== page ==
Monday, February 14, 2011

Peru, Rabies, and the Cultural Barriers to Vaccination

February 14, 2011

In a rabies outbreak in September, five children died in Peru on the fringes of the Amazon.  Around 20 rabies deaths have been reported in the past year in Peru which is the highest for a generation.

Some of the Indigenous people of the area, the Awajun and Wampis, have had a low acceptance of vaccination in the past.  Nurses from the region reported that many times the people believe that rabies symptoms are caused by witchcraft, and so a vaccination is not appropriate to cure it.  A health worker also reported that ten years ago, they would go door-to-door vaccinating, but there was so much resistance that people would escape out the back door of their house in order to avoid vaccination.

However, some more successful campaigns against yellow fever and hepatitis B are showing that the remote communities are growing to be more receptive of vaccines.  Also, training health workers that are native and speak native languages have been more successful in health education.  These workers have targeted school, teaching kids to beware of bats.  This is particularly important because children are the most prominent victims of rabies in these regions because they rarely sleep under protective nets that parents sleep under. The death's of the five children in the last outbreak is cited as one of the main motivators for people to get vaccinated. Additionally, many argue that having nets would be a huge step in prevention efforts.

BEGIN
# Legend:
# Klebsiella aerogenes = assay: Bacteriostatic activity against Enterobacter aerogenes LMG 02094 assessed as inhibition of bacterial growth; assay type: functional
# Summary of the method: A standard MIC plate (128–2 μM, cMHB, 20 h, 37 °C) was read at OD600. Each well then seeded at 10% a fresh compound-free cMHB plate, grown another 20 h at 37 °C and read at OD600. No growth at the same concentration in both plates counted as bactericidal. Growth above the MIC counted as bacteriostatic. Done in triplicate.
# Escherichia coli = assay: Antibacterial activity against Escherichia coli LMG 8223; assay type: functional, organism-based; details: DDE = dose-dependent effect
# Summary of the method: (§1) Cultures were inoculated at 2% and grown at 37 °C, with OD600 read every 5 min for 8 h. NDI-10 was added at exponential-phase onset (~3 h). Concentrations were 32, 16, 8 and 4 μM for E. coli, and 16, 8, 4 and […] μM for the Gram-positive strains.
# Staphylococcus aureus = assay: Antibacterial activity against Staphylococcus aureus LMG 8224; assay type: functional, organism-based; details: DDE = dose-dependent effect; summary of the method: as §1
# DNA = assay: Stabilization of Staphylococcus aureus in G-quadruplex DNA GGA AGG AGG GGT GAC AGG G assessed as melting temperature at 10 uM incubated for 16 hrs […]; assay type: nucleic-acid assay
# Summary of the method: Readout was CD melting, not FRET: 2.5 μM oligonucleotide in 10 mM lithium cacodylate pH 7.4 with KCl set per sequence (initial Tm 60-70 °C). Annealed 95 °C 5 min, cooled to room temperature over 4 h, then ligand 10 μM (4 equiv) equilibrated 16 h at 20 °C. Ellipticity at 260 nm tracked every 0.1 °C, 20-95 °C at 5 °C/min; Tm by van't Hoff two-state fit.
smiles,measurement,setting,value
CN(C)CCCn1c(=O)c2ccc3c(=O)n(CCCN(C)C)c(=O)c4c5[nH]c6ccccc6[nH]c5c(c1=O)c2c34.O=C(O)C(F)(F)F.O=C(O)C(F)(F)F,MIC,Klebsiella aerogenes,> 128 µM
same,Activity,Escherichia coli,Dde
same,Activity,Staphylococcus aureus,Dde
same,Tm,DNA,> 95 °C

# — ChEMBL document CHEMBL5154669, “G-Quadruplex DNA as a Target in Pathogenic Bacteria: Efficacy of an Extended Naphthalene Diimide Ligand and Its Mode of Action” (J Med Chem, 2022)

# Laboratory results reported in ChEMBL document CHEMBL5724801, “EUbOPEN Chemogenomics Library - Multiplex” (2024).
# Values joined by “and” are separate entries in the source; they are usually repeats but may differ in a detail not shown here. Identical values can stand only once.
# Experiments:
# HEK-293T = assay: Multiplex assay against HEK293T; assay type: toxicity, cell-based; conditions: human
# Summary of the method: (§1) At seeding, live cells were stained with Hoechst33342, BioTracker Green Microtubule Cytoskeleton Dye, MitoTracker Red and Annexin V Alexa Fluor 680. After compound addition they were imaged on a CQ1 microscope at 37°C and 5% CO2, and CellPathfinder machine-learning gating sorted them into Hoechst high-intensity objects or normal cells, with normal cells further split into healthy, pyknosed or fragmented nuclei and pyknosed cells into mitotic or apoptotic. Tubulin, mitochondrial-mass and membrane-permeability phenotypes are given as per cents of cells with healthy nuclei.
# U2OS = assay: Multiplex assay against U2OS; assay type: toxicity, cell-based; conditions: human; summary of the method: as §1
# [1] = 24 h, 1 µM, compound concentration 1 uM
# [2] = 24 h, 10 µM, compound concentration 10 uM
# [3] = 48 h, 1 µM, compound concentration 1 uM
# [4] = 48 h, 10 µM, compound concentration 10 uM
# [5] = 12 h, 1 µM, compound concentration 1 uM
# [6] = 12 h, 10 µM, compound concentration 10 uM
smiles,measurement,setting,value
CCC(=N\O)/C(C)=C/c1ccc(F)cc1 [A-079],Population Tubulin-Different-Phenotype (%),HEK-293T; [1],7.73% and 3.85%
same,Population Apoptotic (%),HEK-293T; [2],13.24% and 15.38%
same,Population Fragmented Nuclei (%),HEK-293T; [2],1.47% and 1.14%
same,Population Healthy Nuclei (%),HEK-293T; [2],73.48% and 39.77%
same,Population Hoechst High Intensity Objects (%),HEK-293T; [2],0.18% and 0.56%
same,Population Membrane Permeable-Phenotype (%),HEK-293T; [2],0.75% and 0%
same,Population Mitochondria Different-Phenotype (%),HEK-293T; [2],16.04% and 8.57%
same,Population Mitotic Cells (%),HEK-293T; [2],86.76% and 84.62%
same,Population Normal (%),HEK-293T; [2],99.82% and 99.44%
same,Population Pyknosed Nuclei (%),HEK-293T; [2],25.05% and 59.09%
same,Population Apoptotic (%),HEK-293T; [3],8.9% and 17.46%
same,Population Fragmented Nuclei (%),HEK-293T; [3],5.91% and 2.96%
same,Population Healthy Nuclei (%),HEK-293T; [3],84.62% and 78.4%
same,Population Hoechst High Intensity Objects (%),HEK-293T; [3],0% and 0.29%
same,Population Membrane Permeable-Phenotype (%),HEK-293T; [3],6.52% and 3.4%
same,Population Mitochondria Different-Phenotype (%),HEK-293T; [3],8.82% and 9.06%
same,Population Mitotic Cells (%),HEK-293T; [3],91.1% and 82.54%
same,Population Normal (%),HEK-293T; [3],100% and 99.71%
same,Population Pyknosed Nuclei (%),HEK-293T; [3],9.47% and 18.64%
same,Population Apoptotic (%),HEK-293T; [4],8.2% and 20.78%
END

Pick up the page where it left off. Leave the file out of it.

One researcher, Luis Castillo says that human pressure on the rainforest has caused the recent imbalance in the food chain causing native campire pats to have fewer natural predators. As people continue to push into pristine areas, they are also pushing into native bat's habitats.

--Lauren Platt


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